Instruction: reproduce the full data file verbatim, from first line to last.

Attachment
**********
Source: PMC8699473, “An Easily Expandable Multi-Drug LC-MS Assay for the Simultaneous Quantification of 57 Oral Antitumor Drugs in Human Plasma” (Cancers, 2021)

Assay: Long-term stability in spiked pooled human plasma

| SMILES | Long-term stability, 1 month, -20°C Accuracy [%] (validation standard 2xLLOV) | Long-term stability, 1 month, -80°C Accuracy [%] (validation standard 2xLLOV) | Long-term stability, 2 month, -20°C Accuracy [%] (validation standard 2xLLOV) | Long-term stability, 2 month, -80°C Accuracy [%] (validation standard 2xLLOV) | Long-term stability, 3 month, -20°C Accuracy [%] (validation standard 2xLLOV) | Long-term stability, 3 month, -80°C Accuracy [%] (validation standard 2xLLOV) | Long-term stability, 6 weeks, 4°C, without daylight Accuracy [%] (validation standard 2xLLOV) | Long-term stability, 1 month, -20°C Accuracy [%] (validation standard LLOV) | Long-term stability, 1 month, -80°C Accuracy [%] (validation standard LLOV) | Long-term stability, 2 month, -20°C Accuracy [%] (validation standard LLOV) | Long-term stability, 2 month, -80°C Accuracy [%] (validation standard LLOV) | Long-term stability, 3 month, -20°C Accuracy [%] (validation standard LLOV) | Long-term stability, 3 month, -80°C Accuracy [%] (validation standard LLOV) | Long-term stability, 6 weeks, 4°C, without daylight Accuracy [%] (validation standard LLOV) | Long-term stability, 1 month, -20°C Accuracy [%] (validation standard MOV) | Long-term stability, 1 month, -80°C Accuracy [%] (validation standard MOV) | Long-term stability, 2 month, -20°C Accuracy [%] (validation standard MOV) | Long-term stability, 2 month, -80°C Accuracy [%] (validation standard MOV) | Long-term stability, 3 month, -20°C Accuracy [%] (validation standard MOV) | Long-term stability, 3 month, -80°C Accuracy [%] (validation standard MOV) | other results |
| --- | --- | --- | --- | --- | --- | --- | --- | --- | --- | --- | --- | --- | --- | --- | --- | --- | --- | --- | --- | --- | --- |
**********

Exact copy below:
Source: PMC8699473, “An Easily Expandable Multi-Drug LC-MS Assay for the Simultaneous Quantification of 57 Oral Antitumor Drugs in Human Plasma” (Cancers, 2021)

Assay: Long-term stability in spiked pooled human plasma

| SMILES | Long-term stability, 1 month, -20°C Accuracy [%] (validation standard 2xLLOV) | Long-term stability, 1 month, -80°C Accuracy [%] (validation standard 2xLLOV) | Long-term stability, 2 month, -20°C Accuracy [%] (validation standard 2xLLOV) | Long-term stability, 2 month, -80°C Accuracy [%] (validation standard 2xLLOV) | Long-term stability, 3 month, -20°C Accuracy [%] (validation standard 2xLLOV) | Long-term stability, 3 month, -80°C Accuracy [%] (validation standard 2xLLOV) | Long-term stability, 6 weeks, 4°C, without daylight Accuracy [%] (validation standard 2xLLOV) | Long-term stability, 1 month, -20°C Accuracy [%] (validation standard LLOV) | Long-term stability, 1 month, -80°C Accuracy [%] (validation standard LLOV) | Long-term stability, 2 month, -20°C Accuracy [%] (validation standard LLOV) | Long-term stability, 2 month, -80°C Accuracy [%] (validation standard LLOV) | Long-term stability, 3 month, -20°C Accuracy [%] (validation standard LLOV) | Long-term stability, 3 month, -80°C Accuracy [%] (validation standard LLOV) | Long-term stability, 6 weeks, 4°C, without daylight Accuracy [%] (validation standard LLOV) | Long-term stability, 1 month, -20°C Accuracy [%] (validation standard MOV) | Long-term stability, 1 month, -80°C Accuracy [%] (validation standard MOV) | Long-term stability, 2 month, -20°C Accuracy [%] (validation standard MOV) | Long-term stability, 2 month, -80°C Accuracy [%] (validation standard MOV) | Long-term stability, 3 month, -20°C Accuracy [%] (validation standard MOV) | Long-term stability, 3 month, -80°C Accuracy [%] (validation standard MOV) | other results |
| --- | --- | --- | --- | --- | --- | --- | --- | --- | --- | --- | --- | --- | --- | --- | --- | --- | --- | --- | --- | --- | --- |